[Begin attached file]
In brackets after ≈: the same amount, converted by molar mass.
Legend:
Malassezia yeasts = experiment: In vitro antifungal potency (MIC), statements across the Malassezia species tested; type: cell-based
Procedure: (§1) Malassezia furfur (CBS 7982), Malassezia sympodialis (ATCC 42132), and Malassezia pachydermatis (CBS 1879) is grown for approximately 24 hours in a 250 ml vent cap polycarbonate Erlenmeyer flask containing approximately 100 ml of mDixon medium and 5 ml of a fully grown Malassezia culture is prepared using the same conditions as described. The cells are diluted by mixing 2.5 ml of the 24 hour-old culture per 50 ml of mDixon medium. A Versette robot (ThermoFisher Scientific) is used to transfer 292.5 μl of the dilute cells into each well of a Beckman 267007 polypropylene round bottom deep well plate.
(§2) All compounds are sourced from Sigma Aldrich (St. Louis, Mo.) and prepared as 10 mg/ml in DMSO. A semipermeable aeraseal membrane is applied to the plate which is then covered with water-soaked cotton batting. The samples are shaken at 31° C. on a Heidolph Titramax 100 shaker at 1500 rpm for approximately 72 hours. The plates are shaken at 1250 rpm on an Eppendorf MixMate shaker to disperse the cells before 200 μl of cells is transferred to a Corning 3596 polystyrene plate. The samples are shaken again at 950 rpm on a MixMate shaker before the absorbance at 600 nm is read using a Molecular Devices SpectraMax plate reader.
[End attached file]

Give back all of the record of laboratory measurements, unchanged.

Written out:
In brackets after ≈: the same amount, converted by molar mass.
Legend:
Malassezia yeasts = experiment: In vitro antifungal potency (MIC), statements across the Malassezia species tested; type: cell-based
Procedure: (§1) Malassezia furfur (CBS 7982), Malassezia sympodialis (ATCC 42132), and Malassezia pachydermatis (CBS 1879) is grown for approximately 24 hours in a 250 ml vent cap polycarbonate Erlenmeyer flask containing approximately 100 ml of mDixon medium and 5 ml of a fully grown Malassezia culture is prepared using the same conditions as described. The cells are diluted by mixing 2.5 ml of the 24 hour-old culture per 50 ml of mDixon medium. A Versette robot (ThermoFisher Scientific) is used to transfer 292.5 μl of the dilute cells into each well of a Beckman 267007 polypropylene round bottom deep well plate.
(§2) All compounds are sourced from Sigma Aldrich (St. Louis, Mo.) and prepared as 10 mg/ml in DMSO. A semipermeable aeraseal membrane is applied to the plate which is then covered with water-soaked cotton batting. The samples are shaken at 31° C. on a Heidolph Titramax 100 shaker at 1500 rpm for approximately 72 hours. The plates are shaken at 1250 rpm on an Eppendorf MixMate shaker to disperse the cells before 200 μl of cells is transferred to a Corning 3596 polystyrene plate. The samples are shaken again at 950 rpm on a MixMate shaker before the absorbance at 600 nm is read using a Molecular Devices SpectraMax plate reader.